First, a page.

This fall, I spent a month in Montreal obtaining my 300-hour Modo Yoga Teacher Certification. As part of the training, we are to complete projects throughout the year, in order to achieve our coveted 500-hour certification. The projects involve practice teaching and various options that correspond with Modo’s founding 7 Pillars: Be Healthy, Be Accessible, Live Green, Community Support, Reach Out, Live to Learn and Be Peace. I figured the close of the holiday season and the start of the new year would be the perfect time to take on the Be Healthy project that challenges participants to give up alcohol, caffeine, sugar, chocolate, tobacco, drugs, junk food and fast food for an entire month.
I may have it easy compared to others, because to begin with, I don’t use tobacco or drugs, I don’t eat fast food, rarely eat junk food, I have already weened myself from caffeine in an attempt to restore my adrenal glands, and I only drink on certain occasions, as I’ve never been one who “needs” a glass of wine at the end of the day. While that eliminates the majority of the list, the task to eliminate sugar and chocolate looms over me.
If you’ve been following me for awhile, you are well aware of my sweet tooth, and perhaps my many *failed* attempts to do a sugar cleanse in the past. I’ve loved sweets since I was a little girl. It’s characteristic of my dad’s side of the family, and my mom is sure to remind me of that whenever I’m complaining about how I need to quit. Put some fast food or a bag of chips in front me, and my willpower is rock solid, but with a stack of chocolate chip cookies in front of me, I could clean the plate with absolutely no problem.
As Americans, we have a deep-rooted attachment to sugar. We indulge for every special occasion from birthdays, weddings, baby showers, promotions, anniversaries, a casual hump-day…and the list goes on. With the era of processed food upon us, manufacturers and chefs sneak sugar into everything, and yes I mean EVERYTHING- just take a glance at the ingredient labels in your pantry, I’m sure you’ll be shocked to discover how much sugar you’re unknowingly taking in.
Even though I don’t eat processed food like candy, and I’ve never liked soda, I’ve discovered first hand how even the “healthier” versions of sugar I ingest, like honey and dark chocolate, still trigger my brain to go on a vicious hunt for more. I’ve tried to quit before, but it’s just down right hard.
What is it about this stuff that makes us keep wanting more? Even though I eat very healthy- I’m talking; popping brussel sprouts like chips, healthy- I still can’t shake this raging addiction. It’s a love-hate relationship I have with this delicious substance, but one I’m hoping to divorce after being reminded of these negative side effects it has on my body:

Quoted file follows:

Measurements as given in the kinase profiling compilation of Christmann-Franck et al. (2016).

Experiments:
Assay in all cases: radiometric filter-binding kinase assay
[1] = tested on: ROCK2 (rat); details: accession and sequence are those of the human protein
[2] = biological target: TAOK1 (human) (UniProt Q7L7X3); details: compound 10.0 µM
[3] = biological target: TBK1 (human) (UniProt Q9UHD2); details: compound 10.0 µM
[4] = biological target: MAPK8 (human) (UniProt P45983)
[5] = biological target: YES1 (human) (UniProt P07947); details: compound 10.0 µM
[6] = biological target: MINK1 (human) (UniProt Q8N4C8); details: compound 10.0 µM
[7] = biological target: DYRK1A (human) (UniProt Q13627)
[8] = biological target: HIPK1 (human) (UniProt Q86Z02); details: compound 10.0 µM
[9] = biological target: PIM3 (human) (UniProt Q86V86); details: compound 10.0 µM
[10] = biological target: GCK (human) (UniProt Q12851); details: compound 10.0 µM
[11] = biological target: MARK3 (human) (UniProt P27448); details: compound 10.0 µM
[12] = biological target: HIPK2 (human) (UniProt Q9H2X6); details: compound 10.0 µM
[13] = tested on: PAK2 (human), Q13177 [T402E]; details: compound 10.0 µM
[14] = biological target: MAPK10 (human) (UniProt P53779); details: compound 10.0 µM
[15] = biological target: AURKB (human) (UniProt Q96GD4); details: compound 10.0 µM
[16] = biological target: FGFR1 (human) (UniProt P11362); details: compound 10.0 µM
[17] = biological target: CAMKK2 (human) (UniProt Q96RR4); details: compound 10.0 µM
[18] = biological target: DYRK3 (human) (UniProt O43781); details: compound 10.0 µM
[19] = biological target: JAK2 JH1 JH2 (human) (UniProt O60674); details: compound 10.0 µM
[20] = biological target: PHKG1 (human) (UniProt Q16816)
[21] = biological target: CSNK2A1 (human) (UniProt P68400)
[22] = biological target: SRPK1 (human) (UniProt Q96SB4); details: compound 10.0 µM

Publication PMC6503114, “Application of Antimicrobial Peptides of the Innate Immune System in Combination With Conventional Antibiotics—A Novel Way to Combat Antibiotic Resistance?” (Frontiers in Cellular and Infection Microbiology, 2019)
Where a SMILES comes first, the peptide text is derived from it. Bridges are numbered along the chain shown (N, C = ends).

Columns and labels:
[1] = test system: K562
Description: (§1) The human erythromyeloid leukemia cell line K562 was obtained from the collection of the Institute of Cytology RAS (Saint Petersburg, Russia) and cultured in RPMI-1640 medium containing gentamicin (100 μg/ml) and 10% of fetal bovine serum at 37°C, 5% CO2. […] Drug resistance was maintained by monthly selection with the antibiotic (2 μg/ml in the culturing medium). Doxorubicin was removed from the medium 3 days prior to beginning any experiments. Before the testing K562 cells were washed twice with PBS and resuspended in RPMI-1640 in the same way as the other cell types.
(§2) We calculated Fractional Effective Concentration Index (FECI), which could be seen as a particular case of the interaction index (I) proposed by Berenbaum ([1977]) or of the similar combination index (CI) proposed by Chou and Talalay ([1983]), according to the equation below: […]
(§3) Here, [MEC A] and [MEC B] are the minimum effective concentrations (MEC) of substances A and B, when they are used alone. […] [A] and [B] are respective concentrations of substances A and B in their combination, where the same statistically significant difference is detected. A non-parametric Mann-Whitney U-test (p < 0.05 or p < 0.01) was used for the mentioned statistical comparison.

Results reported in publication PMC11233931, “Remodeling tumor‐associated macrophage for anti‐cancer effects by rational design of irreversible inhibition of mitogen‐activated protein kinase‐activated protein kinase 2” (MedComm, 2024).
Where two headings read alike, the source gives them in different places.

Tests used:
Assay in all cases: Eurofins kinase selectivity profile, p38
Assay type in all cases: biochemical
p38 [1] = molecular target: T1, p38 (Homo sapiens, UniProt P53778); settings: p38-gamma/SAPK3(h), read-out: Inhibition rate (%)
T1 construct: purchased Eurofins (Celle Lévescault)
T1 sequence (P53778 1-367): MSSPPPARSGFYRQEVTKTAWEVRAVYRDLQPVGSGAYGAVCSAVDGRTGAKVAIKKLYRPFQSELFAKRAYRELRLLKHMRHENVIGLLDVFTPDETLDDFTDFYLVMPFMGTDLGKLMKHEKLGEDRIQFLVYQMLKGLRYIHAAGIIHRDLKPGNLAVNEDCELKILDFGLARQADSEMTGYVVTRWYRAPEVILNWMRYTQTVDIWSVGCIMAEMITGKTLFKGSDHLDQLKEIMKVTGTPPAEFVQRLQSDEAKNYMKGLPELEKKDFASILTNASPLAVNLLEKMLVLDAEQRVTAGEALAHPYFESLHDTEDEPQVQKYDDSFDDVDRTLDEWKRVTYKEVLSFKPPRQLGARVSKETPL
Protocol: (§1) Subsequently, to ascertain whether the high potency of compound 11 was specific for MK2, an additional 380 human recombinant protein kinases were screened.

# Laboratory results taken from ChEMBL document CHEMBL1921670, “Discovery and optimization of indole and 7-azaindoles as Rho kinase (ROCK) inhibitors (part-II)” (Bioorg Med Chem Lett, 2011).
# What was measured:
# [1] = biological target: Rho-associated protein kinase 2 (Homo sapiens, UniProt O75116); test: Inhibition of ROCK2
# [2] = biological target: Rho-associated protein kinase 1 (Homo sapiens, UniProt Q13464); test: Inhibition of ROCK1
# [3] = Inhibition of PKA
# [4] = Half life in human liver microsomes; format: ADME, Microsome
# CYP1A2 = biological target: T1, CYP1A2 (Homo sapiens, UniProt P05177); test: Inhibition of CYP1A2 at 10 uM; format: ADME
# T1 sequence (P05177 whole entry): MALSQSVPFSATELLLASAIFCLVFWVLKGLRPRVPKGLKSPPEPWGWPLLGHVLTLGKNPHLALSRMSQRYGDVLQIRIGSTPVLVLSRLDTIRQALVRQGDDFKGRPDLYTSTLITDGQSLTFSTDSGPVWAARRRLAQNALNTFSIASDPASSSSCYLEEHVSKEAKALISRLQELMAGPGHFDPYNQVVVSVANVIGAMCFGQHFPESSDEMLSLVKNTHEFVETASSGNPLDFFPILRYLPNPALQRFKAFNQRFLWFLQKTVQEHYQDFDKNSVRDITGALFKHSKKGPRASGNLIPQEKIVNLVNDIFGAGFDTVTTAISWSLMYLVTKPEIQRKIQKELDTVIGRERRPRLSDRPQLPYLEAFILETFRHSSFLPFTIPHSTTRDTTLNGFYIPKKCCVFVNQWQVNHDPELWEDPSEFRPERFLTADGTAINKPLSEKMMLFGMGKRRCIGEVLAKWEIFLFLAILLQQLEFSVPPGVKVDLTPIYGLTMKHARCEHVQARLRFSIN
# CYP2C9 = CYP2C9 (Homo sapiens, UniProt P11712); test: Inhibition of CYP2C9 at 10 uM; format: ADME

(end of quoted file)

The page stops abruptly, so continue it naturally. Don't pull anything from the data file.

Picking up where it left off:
- Energy Rollercoaster– Sugar is counter productive. We often reach for something such as a candy bar for an afternoon pick-me-up, only to be left with a feeling of unrelenting sluggishness once the energy spike wears off
- Addictive– Some studies show sugar is 4-8 times as addictive as cocaine. Continued exposure to excess sugar leads to repeated dopamine signaling- your “feel good” hormone. While this may seem nice in the short run, overtime your brain becomes tolerant to sugar, meaning you need even more of the chemical to receive these same sensations. Overtime, your dopamine receptors begin to down-regulate, so there are fewer receptors for the hormone, which can lead to mood disorders such as depression.
- Inflammation– Added sugar causes spikes in your blood sugar, leading to increased insulin in the bloodstream. Overtime, this can lead to insulin resistance, hypo- and hyperglycemia, and diabetes. Additionally, increased insulin in the bloodstream stimulates inflammatory processes in the body leading to sickness and other issues such as skin breakouts.
- Hormonal Imbalances– Eating too much sugar reduces your body’s natural ability to tell your brain you’re full. Fructose specifically can suppress leptin (your fullness hormone) leading you to still “feel” hungry even though you’ve had more than enough calories.
- Weight Gain– Not only does fructose mess with your hormones and trigger your liver to store fat more efficiently, but it also delivers “empty calories” — calories unaccompanied by fiber, vitamins, minerals, and other nutrients. Too much added sugar can crowd healthier foods from your diet, leading to weight gain and a wide a variety of conditions resulting from being over-fed yet under nourished.
I wish this article could end with the steps to take in order to successful complete a lasting sugar cleanse, but up until this point, I don’t have a foolproof method. As I mentioned before, I have tried to give it up several times before, but always end up with it back in my diet on a regular basis. However, I’m hoping that now that quitting sugar is a “project” to me instead of just a whim, I’ll be more successful this time around. Over the next month, I plan to document my experience- the highs, the lows, what worked, and what didn’t- to hopefully give you a first hand perspective on what quitting is truly like.
Even if you don’t plan to join me on this journey, my hope is this post can open your eyes to the negative effects this seemingly innocent ingredient not only has on our bodies, but the consequences that can spill over into our lives from its mood and performance altering properties. While you may not be able to quit cold-turkey, just making a conscious choice to start consuming foods with less sugar will surely gain you great results, as the less your body receives, the less it will crave.
Do you have any quitting tactics that have worked for you in the past? What are some of the ways your tame your sweet tooth? I’d love to hear them in the comments below!
Intoxicant & Sugar Cleanse Part II coming next Monday!